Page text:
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54 and hopeful to RE and bridge the gap
Old 07-07-2015, 02:50 PM   #21
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54 and hopeful to RE and bridge the gap

Thanks. I understand the anxiety. I pulled the switch at age 45 after a long tech career too.

Helps to think about the "buckets" of money.

And I inherently applied a conservative approach to yours too - market gains, social security for you and wife, Medicare kicking in at 65 etc etc all potential upsides.

Another option if you didn't want to factor in the option to leave a lot of inheritance to your daughter is to annuitize your assets. likely a 2M dollar annuity will toss off 10k per month in today's crazy low interest rate environment. Maybe put half in an annuity to toss off a guaranteed 5-6k per month ... Plus SS at age 62 giving another 2k per month. The other million keep it invested in stocks /bonds etc- between dividends ( maybe 25k per year) cap gains ( sky is the limit) and your real estate ( frp home) you have some longevity - inflation /COLA hedges too.

FIRE - It's scary but totally worth it

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Old 07-08-2015, 07:25 AM   #22
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Originally Posted by RunningBum View Post
Some cherry picking of numbers there. He takes an example of where someone has $5000 to invest for retirement, and (correctly) points out that since Roth is after tax, you can only put $4250 in the Roth because $750 goes to taxes that year. Thus Roth and tIRA comes out the same.

But what if you have a little more than $5000 to invest for retirement, enough to invest the full $5000 in a Roth plus pay taxes? For tIRA, you can still only put $5000 in that account, so the excess is kept in a taxable account. Where any gains will eventually get taxed as you sell. Unless you can keep cap gains at 0% tax, the Roth will come out ahead assuming your investments grow, and tax rates stay the same.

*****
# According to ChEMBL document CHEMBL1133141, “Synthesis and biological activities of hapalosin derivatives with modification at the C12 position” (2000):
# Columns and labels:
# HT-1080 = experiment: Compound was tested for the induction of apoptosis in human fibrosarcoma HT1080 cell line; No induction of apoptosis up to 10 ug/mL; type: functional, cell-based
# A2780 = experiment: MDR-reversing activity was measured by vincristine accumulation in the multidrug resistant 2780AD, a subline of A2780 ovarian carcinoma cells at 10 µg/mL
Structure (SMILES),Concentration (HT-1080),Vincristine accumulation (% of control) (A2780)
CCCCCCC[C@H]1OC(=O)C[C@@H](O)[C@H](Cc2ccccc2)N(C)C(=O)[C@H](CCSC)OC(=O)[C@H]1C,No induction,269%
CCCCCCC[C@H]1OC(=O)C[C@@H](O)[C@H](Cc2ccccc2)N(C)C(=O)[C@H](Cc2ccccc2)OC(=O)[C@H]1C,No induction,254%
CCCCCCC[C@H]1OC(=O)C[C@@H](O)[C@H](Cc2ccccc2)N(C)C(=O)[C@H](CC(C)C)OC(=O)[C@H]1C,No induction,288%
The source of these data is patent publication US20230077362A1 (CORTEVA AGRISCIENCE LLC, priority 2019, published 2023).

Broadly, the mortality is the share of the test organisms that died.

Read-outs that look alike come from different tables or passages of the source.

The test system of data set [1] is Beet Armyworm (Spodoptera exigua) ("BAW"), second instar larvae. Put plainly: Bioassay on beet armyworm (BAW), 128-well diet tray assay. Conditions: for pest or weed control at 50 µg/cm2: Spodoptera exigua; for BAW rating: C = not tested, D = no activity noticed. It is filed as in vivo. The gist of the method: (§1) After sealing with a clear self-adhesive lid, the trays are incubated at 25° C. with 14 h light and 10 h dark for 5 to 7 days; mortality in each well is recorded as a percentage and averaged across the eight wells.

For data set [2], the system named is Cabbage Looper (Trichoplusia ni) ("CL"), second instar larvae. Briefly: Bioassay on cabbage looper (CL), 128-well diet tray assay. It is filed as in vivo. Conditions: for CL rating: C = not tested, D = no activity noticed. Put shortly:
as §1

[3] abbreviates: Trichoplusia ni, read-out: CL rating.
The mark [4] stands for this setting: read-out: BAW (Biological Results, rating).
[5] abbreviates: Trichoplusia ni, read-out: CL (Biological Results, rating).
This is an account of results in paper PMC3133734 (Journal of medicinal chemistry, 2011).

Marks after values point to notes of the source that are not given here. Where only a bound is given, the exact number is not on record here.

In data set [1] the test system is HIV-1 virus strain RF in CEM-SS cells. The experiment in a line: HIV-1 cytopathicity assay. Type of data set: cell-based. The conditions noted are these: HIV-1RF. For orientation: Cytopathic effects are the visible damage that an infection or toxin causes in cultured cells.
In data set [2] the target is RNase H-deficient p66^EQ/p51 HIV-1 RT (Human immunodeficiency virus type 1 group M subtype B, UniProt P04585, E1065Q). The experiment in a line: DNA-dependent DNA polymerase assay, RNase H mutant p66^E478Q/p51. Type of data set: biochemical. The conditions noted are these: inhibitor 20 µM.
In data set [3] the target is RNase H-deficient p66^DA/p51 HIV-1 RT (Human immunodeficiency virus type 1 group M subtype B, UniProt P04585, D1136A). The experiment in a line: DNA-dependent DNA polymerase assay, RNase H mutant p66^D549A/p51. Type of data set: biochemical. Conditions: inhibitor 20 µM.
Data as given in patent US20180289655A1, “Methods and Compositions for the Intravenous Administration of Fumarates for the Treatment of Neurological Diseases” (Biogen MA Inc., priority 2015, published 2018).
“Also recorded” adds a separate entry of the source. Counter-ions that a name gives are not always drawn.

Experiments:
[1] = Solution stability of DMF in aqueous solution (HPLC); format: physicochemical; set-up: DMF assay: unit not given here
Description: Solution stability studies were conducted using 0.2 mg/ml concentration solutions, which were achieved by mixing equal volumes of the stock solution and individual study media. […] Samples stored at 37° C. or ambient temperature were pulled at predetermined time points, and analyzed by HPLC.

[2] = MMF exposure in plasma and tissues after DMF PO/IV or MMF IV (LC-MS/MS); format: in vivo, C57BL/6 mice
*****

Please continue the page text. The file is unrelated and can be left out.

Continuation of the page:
Even so, he still quotes a 5-10% increase in net worth doing Roth conversions according to retirement calculators and consultants, though he says he can't figure out all the complexities and claims with his own spreadsheet he only gets 2-3% better, admitting he doesn't consider everything.

He says that doing Roth conversions add paperwork and complexity and he doesn't like that. They really don't add much at all. Sure, you have to open an account. Then, at least at Vanguard, you do a simple exchange between accounts for the conversion. At the end of the year you get a pretty simple tax form that you plug into Turbo Tax. Done. If you don't fully convert your tIRA, you have to do RMDs at 70 1/2. Guess what, paperwork and complexity!

So his argument is that doing Roth conversions add a little bit of work and don't make a major impact on your finances. Fine by me. A lot of us have FIREd by doing a lot of little things like this that add up to a big enough impact to enable us to FIRE, or maybe to be FIREd with more buffer.

+1 not that complicated and when your safe withdraw rate is 3-4% the tax free forever growth provides tremendous upside opportunity when the market returns are large! and also provide for the best wealth transfer to heirs.

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